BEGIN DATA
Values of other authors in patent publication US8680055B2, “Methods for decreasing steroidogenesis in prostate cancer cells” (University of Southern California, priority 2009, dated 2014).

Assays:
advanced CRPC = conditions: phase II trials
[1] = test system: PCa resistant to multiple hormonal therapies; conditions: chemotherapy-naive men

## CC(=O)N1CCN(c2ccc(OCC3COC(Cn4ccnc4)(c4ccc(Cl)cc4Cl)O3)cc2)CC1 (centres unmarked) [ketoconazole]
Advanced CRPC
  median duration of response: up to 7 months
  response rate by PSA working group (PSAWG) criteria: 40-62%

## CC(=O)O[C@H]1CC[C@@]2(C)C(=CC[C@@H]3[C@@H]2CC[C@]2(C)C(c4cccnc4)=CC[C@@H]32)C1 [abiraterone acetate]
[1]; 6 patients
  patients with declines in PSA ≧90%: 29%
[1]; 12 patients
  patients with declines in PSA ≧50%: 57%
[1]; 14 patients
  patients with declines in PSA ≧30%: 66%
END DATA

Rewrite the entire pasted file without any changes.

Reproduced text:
Values of other authors in patent publication US8680055B2, “Methods for decreasing steroidogenesis in prostate cancer cells” (University of Southern California, priority 2009, dated 2014).

Assays:
advanced CRPC = conditions: phase II trials
[1] = test system: PCa resistant to multiple hormonal therapies; conditions: chemotherapy-naive men

## CC(=O)N1CCN(c2ccc(OCC3COC(Cn4ccnc4)(c4ccc(Cl)cc4Cl)O3)cc2)CC1 (centres unmarked) [ketoconazole]
Advanced CRPC
  median duration of response: up to 7 months
  response rate by PSA working group (PSAWG) criteria: 40-62%

## CC(=O)O[C@H]1CC[C@@]2(C)C(=CC[C@@H]3[C@@H]2CC[C@]2(C)C(c4cccnc4)=CC[C@@H]32)C1 [abiraterone acetate]
[1]; 6 patients
  patients with declines in PSA ≧90%: 29%
[1]; 12 patients
  patients with declines in PSA ≧50%: 57%
[1]; 14 patients
  patients with declines in PSA ≧30%: 66%